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Wednesday, June 16, 1999 Published at 10:56 GMT 11:56 UK

UK Politics

Dewar's full statement

Donald Dewar lays out the legislative programme

This is the full text of the statement made by Scotland's First Minister Donald Dewar to the parliament, in which he laid out the government's legislative programme.

"With your leave, Mr Presiding Officer, I would like to make a statement on the Executive's first legislative programme.

Down to Business

We have travelled a long road to get here. There have been significant milestones on the way from the Constitutional Convention to the reality of Scotland's Parliament.

The driving force has been the Labour Government elected in 1997 a government that put Scotland's Parliament at the forefront of its legislative programme; which kept faith with the people.

Today, we reach another milestone. Today, for the first time, a programme of legislation for Scotland will be laid before a democratically elected parliament in Scotland.

We are a young parliament. We have not yet taken up our formal powers. Much of our talk to date has been, of necessity, about how we work as a parliament as much as about what we do as a parliament.

People ask when will this parliament begin to make a difference? Today, we begin to answer that question.

In a minute I shall say more about the bills that we shall bring forward but first as a parliamentarian, as someone who serves in this parliament, I want to say something about our law-making powers.

Let us not underestimate the scope and range of powers available to this parliament. There will be exceptional and limited circumstances where it is sensible and proper that the Westminster Parliament legislates in devolved areas of responsibility.

But that can only happen with the consent of this parliament and consent specifically given after due process.

But day in, day out it is here that the law of the land will be shaped and laid down. This parliament is in charge of a wide sweep of domestic policy touching upon the lives of every man, woman and child in this land.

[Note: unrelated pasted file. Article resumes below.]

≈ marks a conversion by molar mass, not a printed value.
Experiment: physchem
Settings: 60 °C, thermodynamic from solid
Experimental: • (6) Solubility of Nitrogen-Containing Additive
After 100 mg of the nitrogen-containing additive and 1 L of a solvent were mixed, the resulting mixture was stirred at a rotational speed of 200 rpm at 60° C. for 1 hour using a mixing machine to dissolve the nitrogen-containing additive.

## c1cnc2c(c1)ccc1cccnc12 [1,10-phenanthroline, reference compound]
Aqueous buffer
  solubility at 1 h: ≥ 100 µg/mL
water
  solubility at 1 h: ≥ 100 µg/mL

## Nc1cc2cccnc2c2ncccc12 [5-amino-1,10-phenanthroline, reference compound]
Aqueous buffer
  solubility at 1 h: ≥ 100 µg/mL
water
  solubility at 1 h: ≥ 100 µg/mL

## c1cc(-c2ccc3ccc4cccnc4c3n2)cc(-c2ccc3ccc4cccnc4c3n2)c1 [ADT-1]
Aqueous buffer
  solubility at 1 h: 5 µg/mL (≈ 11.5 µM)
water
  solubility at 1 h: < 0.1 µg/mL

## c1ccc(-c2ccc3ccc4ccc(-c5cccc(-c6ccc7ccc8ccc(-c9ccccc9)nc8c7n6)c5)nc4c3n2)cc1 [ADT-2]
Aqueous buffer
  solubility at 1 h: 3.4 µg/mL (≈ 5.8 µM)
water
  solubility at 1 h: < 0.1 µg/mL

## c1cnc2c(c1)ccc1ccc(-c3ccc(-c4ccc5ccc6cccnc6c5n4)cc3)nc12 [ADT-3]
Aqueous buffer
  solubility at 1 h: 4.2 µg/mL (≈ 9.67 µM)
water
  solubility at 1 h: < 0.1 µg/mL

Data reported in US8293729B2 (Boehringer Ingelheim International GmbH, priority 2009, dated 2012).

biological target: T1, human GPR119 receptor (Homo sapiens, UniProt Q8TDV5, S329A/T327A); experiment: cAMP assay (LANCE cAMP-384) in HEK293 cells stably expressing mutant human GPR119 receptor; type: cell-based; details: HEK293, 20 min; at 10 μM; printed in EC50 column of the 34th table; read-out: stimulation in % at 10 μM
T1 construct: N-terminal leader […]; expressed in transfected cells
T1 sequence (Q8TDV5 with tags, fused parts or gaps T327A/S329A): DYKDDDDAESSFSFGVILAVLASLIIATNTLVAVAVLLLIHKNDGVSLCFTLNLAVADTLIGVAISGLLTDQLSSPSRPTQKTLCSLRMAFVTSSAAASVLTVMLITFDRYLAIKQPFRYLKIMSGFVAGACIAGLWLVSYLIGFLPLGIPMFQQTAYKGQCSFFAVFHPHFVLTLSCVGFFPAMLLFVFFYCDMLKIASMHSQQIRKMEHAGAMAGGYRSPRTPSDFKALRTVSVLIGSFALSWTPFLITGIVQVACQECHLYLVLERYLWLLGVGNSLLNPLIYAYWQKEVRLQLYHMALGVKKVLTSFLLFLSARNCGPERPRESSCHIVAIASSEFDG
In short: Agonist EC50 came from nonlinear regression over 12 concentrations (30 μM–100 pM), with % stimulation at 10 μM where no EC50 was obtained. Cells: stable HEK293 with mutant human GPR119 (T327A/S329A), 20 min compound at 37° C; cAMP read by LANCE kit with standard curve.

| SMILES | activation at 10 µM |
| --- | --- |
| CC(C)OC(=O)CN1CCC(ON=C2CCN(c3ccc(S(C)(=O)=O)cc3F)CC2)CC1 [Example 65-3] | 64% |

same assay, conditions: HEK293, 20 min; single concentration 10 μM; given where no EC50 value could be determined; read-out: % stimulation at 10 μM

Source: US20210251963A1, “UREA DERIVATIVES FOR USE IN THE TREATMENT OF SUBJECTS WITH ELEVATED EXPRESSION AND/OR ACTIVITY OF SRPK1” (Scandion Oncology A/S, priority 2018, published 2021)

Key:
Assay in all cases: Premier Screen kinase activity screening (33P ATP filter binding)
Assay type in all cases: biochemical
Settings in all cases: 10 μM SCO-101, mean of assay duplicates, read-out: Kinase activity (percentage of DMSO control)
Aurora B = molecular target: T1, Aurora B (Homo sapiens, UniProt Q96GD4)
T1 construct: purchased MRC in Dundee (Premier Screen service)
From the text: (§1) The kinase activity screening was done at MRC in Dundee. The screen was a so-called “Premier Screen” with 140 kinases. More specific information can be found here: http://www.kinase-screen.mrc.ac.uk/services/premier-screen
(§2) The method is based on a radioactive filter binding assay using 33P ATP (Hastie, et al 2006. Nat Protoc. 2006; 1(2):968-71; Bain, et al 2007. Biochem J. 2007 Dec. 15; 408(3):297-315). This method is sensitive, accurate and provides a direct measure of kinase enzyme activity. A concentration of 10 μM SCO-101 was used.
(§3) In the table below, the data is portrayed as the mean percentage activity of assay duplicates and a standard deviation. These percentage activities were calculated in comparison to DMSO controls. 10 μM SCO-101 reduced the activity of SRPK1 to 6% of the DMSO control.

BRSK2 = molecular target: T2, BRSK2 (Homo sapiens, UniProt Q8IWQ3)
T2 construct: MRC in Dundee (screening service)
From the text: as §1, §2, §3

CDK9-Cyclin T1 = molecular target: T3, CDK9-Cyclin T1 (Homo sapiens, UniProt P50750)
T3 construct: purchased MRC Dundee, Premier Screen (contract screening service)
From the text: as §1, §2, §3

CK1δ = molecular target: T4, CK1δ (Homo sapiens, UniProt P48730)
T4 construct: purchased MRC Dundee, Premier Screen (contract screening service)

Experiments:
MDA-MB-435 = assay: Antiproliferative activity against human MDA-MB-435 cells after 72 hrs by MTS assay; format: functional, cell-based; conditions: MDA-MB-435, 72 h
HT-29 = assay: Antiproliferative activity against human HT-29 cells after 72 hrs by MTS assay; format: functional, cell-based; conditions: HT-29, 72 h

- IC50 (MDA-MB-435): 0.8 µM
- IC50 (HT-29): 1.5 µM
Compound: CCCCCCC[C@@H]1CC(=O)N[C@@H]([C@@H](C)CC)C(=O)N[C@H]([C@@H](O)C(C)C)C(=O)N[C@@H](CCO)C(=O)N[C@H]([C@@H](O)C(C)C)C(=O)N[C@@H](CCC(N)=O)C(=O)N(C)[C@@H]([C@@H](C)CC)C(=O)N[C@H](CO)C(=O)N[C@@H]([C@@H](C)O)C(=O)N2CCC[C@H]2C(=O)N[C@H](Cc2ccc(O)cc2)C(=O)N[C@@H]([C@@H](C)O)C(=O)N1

This is fundamental, radical change. This is a parliament.

And with that power comes responsibilities. We shall pass laws. Not because we are here and must look busy. Not because someone grabs a microphone, or a megaphone, and says that 'something, anything, must be done'.

We shall act for and in the name of the people of Scotland.

Already we can see one way in which this parliament can make a difference. Under the old dispensation, we could reasonably expect to get one major piece of Scottish legislation through Westminster in a year.

But I will be giving you details today of eight Bills, Bills which will address matters of pressing importance to the people of Scotland and will address them in ways which meet their concerns and needs. Scottish solutions for Scottish problems.

And this is just the start. There will be much more to follow over the lifetime of this parliament.

The parliament's role

We are here to keep promises.

We will be watched, closely judged on the way we go about our business. There will be vigorous debate. So there should be. But it should be debate of serious intent, aimed at improving, not wrecking.

Legislation must be necessary, well prepared. Our consideration must be thorough, open, accessible.

We need to understand what that means. There is a balance to be struck between the call the understandable call for quick results and the promise of genuine dialogue, proper scrutiny, public and parliamentary involvement.

That balance is a matter of fine judgement. Members must understand, and relay that understanding to those who watch our business, that proper scrutiny takes time.